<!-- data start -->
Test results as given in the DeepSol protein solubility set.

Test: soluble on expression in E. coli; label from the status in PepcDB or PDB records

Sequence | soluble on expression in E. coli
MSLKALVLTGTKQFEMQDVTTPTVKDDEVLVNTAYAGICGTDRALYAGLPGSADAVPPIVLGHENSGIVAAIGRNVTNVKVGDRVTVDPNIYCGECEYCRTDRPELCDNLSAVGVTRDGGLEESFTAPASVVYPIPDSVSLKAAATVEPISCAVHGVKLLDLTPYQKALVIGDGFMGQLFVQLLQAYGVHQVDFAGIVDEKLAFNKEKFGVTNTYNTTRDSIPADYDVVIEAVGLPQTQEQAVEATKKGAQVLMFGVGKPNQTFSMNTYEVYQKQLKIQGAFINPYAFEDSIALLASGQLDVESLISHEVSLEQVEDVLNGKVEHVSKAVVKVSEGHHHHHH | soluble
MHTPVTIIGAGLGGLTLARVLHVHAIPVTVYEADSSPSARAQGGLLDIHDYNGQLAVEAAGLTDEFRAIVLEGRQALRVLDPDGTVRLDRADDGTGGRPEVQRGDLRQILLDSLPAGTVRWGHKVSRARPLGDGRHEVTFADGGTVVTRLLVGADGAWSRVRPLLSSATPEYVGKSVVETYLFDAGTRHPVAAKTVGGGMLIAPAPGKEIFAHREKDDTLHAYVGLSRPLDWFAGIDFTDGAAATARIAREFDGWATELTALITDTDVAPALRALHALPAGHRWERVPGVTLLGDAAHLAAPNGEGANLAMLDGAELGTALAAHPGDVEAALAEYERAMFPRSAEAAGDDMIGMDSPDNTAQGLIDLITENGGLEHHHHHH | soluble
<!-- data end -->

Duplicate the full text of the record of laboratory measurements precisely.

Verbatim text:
Test results as given in the DeepSol protein solubility set.

Test: soluble on expression in E. coli; label from the status in PepcDB or PDB records

Sequence | soluble on expression in E. coli
MSLKALVLTGTKQFEMQDVTTPTVKDDEVLVNTAYAGICGTDRALYAGLPGSADAVPPIVLGHENSGIVAAIGRNVTNVKVGDRVTVDPNIYCGECEYCRTDRPELCDNLSAVGVTRDGGLEESFTAPASVVYPIPDSVSLKAAATVEPISCAVHGVKLLDLTPYQKALVIGDGFMGQLFVQLLQAYGVHQVDFAGIVDEKLAFNKEKFGVTNTYNTTRDSIPADYDVVIEAVGLPQTQEQAVEATKKGAQVLMFGVGKPNQTFSMNTYEVYQKQLKIQGAFINPYAFEDSIALLASGQLDVESLISHEVSLEQVEDVLNGKVEHVSKAVVKVSEGHHHHHH | soluble
MHTPVTIIGAGLGGLTLARVLHVHAIPVTVYEADSSPSARAQGGLLDIHDYNGQLAVEAAGLTDEFRAIVLEGRQALRVLDPDGTVRLDRADDGTGGRPEVQRGDLRQILLDSLPAGTVRWGHKVSRARPLGDGRHEVTFADGGTVVTRLLVGADGAWSRVRPLLSSATPEYVGKSVVETYLFDAGTRHPVAAKTVGGGMLIAPAPGKEIFAHREKDDTLHAYVGLSRPLDWFAGIDFTDGAAATARIAREFDGWATELTALITDTDVAPALRALHALPAGHRWERVPGVTLLGDAAHLAAPNGEGANLAMLDGAELGTALAAHPGDVEAALAEYERAMFPRSAEAAGDDMIGMDSPDNTAQGLIDLITENGGLEHHHHHH | soluble